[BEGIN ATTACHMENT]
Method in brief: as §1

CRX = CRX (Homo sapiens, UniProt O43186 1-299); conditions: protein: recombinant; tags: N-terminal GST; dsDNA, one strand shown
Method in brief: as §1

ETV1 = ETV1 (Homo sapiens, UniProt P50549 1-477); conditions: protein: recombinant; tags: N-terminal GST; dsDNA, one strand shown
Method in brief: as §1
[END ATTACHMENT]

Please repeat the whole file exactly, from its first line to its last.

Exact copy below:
Method in brief: as §1

CRX = CRX (Homo sapiens, UniProt O43186 1-299); conditions: protein: recombinant; tags: N-terminal GST; dsDNA, one strand shown
Method in brief: as §1

ETV1 = ETV1 (Homo sapiens, UniProt P50549 1-477); conditions: protein: recombinant; tags: N-terminal GST; dsDNA, one strand shown
Method in brief: as §1